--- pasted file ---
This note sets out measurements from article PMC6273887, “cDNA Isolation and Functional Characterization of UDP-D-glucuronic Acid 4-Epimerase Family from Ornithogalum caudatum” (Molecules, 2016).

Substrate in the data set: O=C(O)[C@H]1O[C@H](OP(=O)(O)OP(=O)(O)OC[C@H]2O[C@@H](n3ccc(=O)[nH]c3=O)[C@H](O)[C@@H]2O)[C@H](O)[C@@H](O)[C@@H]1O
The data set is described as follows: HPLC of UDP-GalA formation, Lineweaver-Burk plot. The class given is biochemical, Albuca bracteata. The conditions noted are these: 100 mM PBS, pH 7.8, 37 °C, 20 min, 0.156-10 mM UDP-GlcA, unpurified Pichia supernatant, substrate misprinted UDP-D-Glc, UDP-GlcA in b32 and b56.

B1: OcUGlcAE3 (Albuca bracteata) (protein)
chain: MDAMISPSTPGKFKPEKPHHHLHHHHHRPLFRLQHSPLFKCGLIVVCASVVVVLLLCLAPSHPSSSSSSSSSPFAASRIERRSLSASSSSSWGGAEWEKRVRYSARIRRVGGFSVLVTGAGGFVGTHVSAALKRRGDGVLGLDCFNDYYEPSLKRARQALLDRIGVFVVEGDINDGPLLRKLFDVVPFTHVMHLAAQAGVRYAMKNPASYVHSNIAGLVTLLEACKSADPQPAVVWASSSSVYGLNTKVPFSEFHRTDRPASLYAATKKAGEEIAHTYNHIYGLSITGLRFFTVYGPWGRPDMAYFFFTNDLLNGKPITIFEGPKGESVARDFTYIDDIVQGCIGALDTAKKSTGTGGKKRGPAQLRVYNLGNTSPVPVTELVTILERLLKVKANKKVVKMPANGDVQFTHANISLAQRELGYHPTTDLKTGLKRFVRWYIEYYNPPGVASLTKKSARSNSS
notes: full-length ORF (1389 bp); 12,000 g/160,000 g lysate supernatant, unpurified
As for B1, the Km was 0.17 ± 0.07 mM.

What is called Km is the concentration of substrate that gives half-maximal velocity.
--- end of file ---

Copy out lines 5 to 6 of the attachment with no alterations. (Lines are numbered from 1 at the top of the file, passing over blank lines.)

chain: MDAMISPSTPGKFKPEKPHHHLHHHHHRPLFRLQHSPLFKCGLIVVCASVVVVLLLCLAPSHPSSSSSSSSSPFAASRIERRSLSASSSSSWGGAEWEKRVRYSARIRRVGGFSVLVTGAGGFVGTHVSAALKRRGDGVLGLDCFNDYYEPSLKRARQALLDRIGVFVVEGDINDGPLLRKLFDVVPFTHVMHLAAQAGVRYAMKNPASYVHSNIAGLVTLLEACKSADPQPAVVWASSSSVYGLNTKVPFSEFHRTDRPASLYAATKKAGEEIAHTYNHIYGLSITGLRFFTVYGPWGRPDMAYFFFTNDLLNGKPITIFEGPKGESVARDFTYIDDIVQGCIGALDTAKKSTGTGGKKRGPAQLRVYNLGNTSPVPVTELVTILERLLKVKANKKVVKMPANGDVQFTHANISLAQRELGYHPTTDLKTGLKRFVRWYIEYYNPPGVASLTKKSARSNSS
notes: full-length ORF (1389 bp); 12,000 g/160,000 g lysate supernatant, unpurified